I probably don’t need to tell you that the trope of the Jewish Mother is well-known. She can be crass, brazen, neurotic, stylish, savvy — she can be Midge Maisel or Fran Drescher or Molly Goldberg. She could be that chic Upper East Side Uppa-Baby stroller pusher, manicured and primed to fight the Friday morning grocery store rush. She could be your kindly neighbor, always baking, never without a handbag prepped with snacks, first-aid, three types of hand sanitizer, and the PTA phone list, just in case. She could be your best friend’s cousin’s mother-in-law, matchmaking with abandon, even though you’ve literally just met. She could be your mom!
Or your idea of one, if you don’t have the real thing.
There’s something both trite and funny about all of these women, often morphed into one two-dimensional persona, generated for laughs rather than realism. Stale as the caricature may be, when I was growing up without a present mom, I would have killed to have any one of these characters mother me.
I care much less now what other people think than I did in childhood, but with such an emphasis on motherhood in Jewish culture, I often felt the need to mention that my mother converted to Judaism so I would be considered “legitimate,” even though few of my friends ever met her. I knew I didn’t look like my blue-eyed, curly-haired relatives, and felt I needed to prove my belonging. My mother is Chinese, my dad is Ashkenazi, and I am an ambiguous albeit white-passing “you don’t look Jewish” 20-something.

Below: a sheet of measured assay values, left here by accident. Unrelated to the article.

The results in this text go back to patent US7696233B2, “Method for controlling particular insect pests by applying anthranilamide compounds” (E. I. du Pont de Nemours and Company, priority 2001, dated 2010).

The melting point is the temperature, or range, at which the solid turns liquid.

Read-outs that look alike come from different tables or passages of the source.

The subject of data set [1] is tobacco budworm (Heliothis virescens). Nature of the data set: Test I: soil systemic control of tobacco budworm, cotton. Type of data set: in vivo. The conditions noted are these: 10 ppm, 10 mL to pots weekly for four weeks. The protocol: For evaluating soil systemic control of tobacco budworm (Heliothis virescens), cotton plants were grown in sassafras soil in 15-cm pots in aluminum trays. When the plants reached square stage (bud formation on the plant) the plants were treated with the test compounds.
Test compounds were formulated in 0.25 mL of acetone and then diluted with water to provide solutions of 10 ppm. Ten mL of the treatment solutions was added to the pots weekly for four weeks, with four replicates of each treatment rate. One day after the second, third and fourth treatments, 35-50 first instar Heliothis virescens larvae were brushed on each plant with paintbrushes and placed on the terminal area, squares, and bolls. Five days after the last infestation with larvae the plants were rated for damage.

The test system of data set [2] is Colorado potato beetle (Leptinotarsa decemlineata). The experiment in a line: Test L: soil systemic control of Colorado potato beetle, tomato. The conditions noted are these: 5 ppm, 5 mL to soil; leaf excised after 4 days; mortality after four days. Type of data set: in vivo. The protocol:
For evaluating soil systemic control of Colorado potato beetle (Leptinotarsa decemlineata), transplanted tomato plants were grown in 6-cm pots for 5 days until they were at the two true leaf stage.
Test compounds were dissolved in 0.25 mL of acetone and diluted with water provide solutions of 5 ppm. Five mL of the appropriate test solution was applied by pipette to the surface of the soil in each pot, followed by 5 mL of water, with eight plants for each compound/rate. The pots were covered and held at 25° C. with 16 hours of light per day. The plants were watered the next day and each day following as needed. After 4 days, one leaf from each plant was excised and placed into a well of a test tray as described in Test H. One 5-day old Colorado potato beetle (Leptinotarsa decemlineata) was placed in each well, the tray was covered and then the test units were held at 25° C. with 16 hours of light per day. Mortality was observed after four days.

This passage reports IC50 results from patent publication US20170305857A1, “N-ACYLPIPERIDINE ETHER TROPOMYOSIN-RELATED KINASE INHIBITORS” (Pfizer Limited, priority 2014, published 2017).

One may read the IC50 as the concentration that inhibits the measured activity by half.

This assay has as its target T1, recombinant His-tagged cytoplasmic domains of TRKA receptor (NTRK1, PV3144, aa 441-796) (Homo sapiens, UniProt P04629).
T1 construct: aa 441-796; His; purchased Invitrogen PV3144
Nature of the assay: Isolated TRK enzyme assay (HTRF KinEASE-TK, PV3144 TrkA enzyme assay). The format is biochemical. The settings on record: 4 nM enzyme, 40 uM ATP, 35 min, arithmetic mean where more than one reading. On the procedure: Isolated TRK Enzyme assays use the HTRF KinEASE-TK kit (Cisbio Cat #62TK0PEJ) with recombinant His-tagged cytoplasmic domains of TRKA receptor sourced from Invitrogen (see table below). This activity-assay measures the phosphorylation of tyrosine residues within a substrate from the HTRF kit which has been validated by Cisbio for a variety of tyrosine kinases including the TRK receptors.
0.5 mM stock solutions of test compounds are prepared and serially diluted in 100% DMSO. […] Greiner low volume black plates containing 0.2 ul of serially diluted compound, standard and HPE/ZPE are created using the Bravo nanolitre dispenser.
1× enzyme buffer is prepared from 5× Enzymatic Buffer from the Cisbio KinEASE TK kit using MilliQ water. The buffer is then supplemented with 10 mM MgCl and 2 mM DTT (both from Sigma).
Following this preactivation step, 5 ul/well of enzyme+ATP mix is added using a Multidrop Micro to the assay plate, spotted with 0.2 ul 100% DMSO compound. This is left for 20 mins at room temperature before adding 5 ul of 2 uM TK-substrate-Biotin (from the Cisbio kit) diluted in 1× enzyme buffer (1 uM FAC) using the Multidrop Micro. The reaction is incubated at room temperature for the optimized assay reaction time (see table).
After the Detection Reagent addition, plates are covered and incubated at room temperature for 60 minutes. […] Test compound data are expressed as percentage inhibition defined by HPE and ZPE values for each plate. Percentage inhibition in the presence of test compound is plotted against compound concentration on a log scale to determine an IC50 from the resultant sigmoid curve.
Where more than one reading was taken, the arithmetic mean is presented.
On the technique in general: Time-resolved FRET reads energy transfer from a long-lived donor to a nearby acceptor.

To make a long and complicated story short, my mother was in and out of our lives when my little sister and I were young, and left for good by the time I turned 13. She was razor sharp, impatient, extroverted, and unpredictable with a mean streak. I now know that, during those early years, my mother was dealing with her own trauma, resentment, and illness, and projected much of it onto me. I do believe only hurt people hurt other people, so I try now to offer selichah — a type of forgiveness. It is, by definition, not reconciliation or an embrace; more so, it is reaching the conclusion that the person causing harm is also harming themselves. It is understanding that they, too, are human, and are deserving of understanding, and you are doing yourself and them a kindness by practicing selichah. Turns out there is Jewish guilt and Jewish forgiveness!